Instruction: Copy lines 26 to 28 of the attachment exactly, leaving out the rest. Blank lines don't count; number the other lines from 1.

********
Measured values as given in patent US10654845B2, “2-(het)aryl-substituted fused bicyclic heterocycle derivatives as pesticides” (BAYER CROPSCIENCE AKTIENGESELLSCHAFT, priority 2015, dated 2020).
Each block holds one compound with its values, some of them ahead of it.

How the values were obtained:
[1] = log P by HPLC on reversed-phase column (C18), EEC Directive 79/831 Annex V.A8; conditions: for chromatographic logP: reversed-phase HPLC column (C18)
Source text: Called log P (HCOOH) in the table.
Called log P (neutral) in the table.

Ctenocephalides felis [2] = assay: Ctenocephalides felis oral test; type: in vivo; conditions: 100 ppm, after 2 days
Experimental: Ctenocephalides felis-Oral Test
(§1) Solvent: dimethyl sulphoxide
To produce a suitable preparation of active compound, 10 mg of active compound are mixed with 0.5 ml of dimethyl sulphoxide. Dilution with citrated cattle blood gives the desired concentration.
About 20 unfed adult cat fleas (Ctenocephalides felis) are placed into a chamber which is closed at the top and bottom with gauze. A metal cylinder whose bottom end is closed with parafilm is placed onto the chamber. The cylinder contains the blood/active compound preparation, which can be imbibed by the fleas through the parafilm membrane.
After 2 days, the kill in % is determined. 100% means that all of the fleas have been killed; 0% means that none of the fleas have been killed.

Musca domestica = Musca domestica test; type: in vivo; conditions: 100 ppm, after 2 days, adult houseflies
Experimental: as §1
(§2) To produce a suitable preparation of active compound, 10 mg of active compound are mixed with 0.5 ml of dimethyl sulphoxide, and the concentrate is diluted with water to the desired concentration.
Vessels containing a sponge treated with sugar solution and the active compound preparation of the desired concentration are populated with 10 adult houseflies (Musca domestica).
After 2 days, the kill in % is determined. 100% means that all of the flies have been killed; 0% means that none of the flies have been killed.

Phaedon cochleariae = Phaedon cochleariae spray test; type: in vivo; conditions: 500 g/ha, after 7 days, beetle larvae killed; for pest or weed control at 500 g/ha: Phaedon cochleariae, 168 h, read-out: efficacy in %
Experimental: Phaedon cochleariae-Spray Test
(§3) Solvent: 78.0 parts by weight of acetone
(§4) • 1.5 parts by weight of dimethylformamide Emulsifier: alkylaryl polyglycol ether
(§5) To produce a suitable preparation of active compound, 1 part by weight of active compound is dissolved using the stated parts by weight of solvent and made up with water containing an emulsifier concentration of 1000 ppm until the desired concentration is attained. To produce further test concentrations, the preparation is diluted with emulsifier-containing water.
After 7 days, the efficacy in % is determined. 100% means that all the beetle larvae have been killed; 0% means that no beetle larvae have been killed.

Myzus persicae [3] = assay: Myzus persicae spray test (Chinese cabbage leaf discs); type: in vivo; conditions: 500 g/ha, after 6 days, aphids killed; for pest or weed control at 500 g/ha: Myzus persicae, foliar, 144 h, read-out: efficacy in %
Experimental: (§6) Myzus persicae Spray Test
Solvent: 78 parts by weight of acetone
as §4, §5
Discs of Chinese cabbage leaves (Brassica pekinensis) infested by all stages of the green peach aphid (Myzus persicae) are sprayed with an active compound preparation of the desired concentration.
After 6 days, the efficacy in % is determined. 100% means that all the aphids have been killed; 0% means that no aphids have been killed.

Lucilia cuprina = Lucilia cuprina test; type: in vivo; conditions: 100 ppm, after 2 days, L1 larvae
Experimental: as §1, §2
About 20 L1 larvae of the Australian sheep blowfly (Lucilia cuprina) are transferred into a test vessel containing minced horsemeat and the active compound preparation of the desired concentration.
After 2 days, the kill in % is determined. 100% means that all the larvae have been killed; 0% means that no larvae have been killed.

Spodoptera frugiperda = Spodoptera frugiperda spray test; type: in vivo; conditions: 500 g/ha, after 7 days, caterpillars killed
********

Solvent: 78 parts by weight of acetone
as §4, §5
Discs of Chinese cabbage leaves (Brassica pekinensis) infested by all stages of the green peach aphid (Myzus persicae) are sprayed with an active compound preparation of the desired concentration.